On August 31, the mobs attacked the citizens on the MTR train. The police “Raptors Squad” received the report and arrested a number of mobs on the platform of Prince Edward Station. The rioters released rumors that night, discredited the police killing civilians, and set up a “memorial hall” outside the Prince Edward station to gather a group of “actors” to mourn the “dead”. When asked “where is the dead”, the mobs claimed that the family, relatives, friends, classmates, etc. of the deceased were killed, leaving no evidences to trace. What is even more ridiculous is that Civic Party Alvin Yeung Ngok-kiu, Democratic Party Andrew Wan Siu-kin, Neighbourhood and Worker’s Service Centre Leung Yiu-chung, etc. claimed in the Legislative Council that people were killed at Prince Edward Station, arbitrarily accusing the police. As of December 6, some media showed conclusive evidences that “the six people at Prince Edward Station are all alive”. Rumors vanished, and rumormakers were plotting the next wave of chaos in Hong Kong.

On September 22, Chan Yin-lam, a girl who was a student of the Youth College of the Vocational Training Council, was found dead in the sea around Yau Tong. The rioters immediately claimed that Chan was killed, accusing the police. They claimed that the police killed her and dumped her body in the sea. After investigation, the police confirmed that the cause of death was not suspicious. The sad mother of Chan also publicly stated that her daughter committed suicide and requested to stop rumors. However, the Hong Kong rioters still used this incident to wreak havoc on the campus, launch riots, and maliciously attack Chan’s mother. The opposition camp also bring white flowers in the Legislative Council to mourn in silence. These shameless mobs did this to benefit themselves from harming Hong Kong’s reputation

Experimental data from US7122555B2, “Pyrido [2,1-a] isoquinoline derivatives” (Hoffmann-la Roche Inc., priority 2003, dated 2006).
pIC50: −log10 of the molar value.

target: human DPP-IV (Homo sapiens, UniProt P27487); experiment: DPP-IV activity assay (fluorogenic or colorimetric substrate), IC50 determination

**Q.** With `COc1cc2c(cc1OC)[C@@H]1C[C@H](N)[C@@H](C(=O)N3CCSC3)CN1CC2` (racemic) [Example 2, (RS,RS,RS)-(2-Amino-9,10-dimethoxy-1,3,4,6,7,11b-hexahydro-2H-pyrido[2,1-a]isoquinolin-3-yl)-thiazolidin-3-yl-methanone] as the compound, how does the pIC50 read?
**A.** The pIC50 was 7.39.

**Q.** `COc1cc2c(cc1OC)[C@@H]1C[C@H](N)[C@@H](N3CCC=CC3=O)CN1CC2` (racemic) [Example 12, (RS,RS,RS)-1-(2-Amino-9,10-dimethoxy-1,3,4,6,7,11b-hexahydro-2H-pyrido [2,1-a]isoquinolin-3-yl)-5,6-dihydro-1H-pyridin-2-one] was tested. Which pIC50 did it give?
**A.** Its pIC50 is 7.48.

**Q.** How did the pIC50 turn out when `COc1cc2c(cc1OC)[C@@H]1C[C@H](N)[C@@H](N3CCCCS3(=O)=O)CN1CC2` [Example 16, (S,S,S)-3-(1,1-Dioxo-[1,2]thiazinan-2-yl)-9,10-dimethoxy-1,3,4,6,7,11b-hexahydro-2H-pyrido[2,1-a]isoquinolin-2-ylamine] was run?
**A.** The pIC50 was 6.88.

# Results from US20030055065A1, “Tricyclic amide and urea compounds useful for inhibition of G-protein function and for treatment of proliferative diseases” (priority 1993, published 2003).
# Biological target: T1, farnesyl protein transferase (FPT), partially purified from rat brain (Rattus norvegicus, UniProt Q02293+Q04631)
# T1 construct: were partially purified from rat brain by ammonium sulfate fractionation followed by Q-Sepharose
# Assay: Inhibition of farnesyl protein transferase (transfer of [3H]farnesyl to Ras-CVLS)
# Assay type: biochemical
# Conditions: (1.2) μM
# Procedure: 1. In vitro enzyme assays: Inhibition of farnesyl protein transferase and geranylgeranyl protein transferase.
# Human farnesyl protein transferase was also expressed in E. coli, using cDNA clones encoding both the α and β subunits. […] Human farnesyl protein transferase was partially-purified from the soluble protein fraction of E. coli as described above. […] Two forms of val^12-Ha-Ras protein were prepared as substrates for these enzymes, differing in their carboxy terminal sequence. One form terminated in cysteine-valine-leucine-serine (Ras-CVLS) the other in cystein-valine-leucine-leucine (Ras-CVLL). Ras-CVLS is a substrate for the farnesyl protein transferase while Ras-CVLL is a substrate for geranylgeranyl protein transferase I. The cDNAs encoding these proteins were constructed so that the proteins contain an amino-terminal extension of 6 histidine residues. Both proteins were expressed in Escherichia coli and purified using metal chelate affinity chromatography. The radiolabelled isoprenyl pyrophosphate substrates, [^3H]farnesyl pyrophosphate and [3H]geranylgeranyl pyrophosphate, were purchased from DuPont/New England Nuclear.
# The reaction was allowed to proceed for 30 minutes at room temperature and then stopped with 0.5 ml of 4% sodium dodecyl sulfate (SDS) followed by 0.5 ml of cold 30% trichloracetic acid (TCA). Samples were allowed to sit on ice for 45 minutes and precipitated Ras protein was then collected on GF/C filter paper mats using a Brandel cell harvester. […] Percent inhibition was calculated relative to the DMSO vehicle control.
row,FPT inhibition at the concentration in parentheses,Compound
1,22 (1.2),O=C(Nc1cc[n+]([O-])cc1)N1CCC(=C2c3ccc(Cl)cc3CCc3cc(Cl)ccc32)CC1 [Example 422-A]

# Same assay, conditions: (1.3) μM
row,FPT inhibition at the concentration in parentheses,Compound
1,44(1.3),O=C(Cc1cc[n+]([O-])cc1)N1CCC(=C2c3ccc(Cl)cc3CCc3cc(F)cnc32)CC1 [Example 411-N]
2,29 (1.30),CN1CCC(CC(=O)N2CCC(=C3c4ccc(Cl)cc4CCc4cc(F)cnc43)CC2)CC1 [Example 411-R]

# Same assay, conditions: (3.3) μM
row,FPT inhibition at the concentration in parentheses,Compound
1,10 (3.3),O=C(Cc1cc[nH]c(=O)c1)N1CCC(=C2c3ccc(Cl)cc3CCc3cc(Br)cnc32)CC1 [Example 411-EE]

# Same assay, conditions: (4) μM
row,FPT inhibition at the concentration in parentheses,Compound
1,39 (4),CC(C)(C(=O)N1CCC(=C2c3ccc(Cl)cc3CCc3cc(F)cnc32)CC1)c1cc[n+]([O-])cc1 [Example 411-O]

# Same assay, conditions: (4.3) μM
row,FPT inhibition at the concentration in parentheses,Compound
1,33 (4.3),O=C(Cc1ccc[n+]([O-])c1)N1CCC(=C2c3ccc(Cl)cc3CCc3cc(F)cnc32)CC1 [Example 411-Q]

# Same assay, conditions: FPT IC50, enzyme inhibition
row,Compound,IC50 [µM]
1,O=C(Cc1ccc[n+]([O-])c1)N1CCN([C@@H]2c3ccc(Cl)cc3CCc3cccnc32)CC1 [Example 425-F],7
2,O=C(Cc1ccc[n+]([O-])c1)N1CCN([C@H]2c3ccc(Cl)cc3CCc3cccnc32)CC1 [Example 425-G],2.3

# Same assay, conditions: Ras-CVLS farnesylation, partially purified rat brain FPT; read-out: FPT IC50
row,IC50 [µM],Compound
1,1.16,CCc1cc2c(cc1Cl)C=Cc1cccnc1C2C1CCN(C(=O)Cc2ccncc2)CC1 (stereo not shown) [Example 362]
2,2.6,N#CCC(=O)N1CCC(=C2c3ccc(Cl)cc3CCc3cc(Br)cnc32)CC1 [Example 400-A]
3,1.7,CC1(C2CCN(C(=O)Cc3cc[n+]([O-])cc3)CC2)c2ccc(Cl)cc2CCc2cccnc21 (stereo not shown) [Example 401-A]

There are way more than three cases of lie during months of riots. “Fact Check” has become an online buzzword. If every citizen seeks the truth, a lie is even told a thousand times or 10,000 times, it will not become the truth!

Rioters set up a “memorial hall” outside the Exit B1, Prince Edward station.

Since the Occupy Central happened five years ago, the society split into yellow camp and blue camp. Five years ago, several blue camp friends gathered and talked: Occupy Central exposed the problems in education, judiciary and media system. The problems spread all walks of life, such as teachers, schoolmasters, lawyers, judges, socialworkers, pastors, reporters, company executives, government officials, medical workers and so on. It turned out that Hong Kong is prosperous superficially but rotten internally. Five years have passed.

The violent storm was a hundred times more serious than Occupy Central. The society split again, and conflict between blue and yellow escalates.Many families fell apart and colleagues, neighbors, friends turned against each other.

Then the blue camp friends concluded that the school is so poor, the government is so poor, the administration of justice is so poor, the church is so poor, and the media is so poor…

We have drawn this conclusion five years ago. However, no action was taken at that time. Then, five years later, social unrest reappeared, but got worse. If we go back to live life as usual after complaining and analyzing the problems, the government will assumes the dark terror has gone then five years later, maybe even less , another round of riots will take place.